The Orbital Forcing of Climate Changes on Mars
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- Montmessin, F. Space Sci Rev (2006) 125: 457. doi:10.1007/s11214-006-9078-x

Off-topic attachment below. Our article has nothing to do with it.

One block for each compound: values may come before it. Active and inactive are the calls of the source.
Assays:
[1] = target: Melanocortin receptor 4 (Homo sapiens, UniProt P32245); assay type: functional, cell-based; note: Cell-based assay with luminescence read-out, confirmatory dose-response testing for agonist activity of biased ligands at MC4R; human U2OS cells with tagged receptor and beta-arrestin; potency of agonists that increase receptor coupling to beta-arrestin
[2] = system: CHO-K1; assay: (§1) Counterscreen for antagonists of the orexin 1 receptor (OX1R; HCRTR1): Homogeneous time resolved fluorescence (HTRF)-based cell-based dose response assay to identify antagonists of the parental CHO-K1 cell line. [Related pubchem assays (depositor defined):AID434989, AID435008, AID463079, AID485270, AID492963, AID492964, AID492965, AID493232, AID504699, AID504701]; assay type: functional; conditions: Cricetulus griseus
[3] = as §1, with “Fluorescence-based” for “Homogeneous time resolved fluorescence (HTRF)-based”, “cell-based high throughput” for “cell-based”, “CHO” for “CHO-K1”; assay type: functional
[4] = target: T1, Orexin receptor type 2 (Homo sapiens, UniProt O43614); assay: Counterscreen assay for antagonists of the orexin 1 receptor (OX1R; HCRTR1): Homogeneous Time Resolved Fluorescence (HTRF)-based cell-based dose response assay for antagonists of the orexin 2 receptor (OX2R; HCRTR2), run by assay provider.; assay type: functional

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Solar variability influences the climate of a planet by radiatively forcing changes over a certain timescale; orbital variations of a planet, which yield similar solar forcing modulations, can be studied within the same scientific context. It is known for Earth that obliquity changes have played a critical role in pacing glacial and interglacial eras. For Mars, such orbital changes have been far greater and have generated extreme variations in insolation. Signatures associated with the presence of water ice reservoirs at various positions across the surface of Mars during periods of different orbital configurations have been identified. For this reason, it has been proposed that Mars is currently evolving between ice ages. The advent of climate tools has given a theoretical frame to the study of orbitally-induced climate changes on Mars. These models have provided an explanation to many puzzling observations, which when put together have permitted reconstruction of almost the entire history of Mars in the last 10 million years. This paper proposes to give an overview of the scientific work dedicated to this topic.